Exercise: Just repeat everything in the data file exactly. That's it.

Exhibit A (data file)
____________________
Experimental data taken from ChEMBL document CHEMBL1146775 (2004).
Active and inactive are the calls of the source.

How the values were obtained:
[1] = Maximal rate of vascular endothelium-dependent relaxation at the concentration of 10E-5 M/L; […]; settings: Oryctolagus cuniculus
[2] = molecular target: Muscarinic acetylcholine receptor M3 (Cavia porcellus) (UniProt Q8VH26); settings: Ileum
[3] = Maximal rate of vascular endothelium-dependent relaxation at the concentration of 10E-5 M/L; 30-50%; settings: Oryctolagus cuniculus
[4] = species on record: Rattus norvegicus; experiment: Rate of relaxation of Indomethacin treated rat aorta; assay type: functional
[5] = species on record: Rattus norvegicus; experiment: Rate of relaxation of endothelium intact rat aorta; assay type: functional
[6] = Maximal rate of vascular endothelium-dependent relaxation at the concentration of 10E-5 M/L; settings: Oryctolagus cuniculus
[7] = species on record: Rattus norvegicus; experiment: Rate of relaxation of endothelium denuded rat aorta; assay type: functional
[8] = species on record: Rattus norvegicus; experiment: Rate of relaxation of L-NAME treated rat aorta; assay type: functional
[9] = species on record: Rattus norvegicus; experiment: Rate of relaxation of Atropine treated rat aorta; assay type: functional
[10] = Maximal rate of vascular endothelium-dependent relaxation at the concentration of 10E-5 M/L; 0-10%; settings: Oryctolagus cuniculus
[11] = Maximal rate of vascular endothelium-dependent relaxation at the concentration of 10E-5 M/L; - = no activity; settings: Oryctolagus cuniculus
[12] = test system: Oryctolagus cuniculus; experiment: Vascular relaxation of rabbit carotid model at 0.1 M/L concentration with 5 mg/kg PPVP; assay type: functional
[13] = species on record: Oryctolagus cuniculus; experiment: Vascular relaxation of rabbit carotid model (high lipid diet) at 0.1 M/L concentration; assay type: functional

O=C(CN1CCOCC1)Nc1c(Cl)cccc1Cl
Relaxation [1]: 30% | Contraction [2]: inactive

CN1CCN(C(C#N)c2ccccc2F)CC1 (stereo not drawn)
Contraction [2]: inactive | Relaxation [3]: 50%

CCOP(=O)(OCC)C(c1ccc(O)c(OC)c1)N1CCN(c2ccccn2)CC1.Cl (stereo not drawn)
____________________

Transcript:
Experimental data taken from ChEMBL document CHEMBL1146775 (2004).
Active and inactive are the calls of the source.

How the values were obtained:
[1] = Maximal rate of vascular endothelium-dependent relaxation at the concentration of 10E-5 M/L; […]; settings: Oryctolagus cuniculus
[2] = molecular target: Muscarinic acetylcholine receptor M3 (Cavia porcellus) (UniProt Q8VH26); settings: Ileum
[3] = Maximal rate of vascular endothelium-dependent relaxation at the concentration of 10E-5 M/L; 30-50%; settings: Oryctolagus cuniculus
[4] = species on record: Rattus norvegicus; experiment: Rate of relaxation of Indomethacin treated rat aorta; assay type: functional
[5] = species on record: Rattus norvegicus; experiment: Rate of relaxation of endothelium intact rat aorta; assay type: functional
[6] = Maximal rate of vascular endothelium-dependent relaxation at the concentration of 10E-5 M/L; settings: Oryctolagus cuniculus
[7] = species on record: Rattus norvegicus; experiment: Rate of relaxation of endothelium denuded rat aorta; assay type: functional
[8] = species on record: Rattus norvegicus; experiment: Rate of relaxation of L-NAME treated rat aorta; assay type: functional
[9] = species on record: Rattus norvegicus; experiment: Rate of relaxation of Atropine treated rat aorta; assay type: functional
[10] = Maximal rate of vascular endothelium-dependent relaxation at the concentration of 10E-5 M/L; 0-10%; settings: Oryctolagus cuniculus
[11] = Maximal rate of vascular endothelium-dependent relaxation at the concentration of 10E-5 M/L; - = no activity; settings: Oryctolagus cuniculus
[12] = test system: Oryctolagus cuniculus; experiment: Vascular relaxation of rabbit carotid model at 0.1 M/L concentration with 5 mg/kg PPVP; assay type: functional
[13] = species on record: Oryctolagus cuniculus; experiment: Vascular relaxation of rabbit carotid model (high lipid diet) at 0.1 M/L concentration; assay type: functional

O=C(CN1CCOCC1)Nc1c(Cl)cccc1Cl
Relaxation [1]: 30% | Contraction [2]: inactive

CN1CCN(C(C#N)c2ccccc2F)CC1 (stereo not drawn)
Contraction [2]: inactive | Relaxation [3]: 50%

CCOP(=O)(OCC)C(c1ccc(O)c(OC)c1)N1CCN(c2ccccn2)CC1.Cl (stereo not drawn)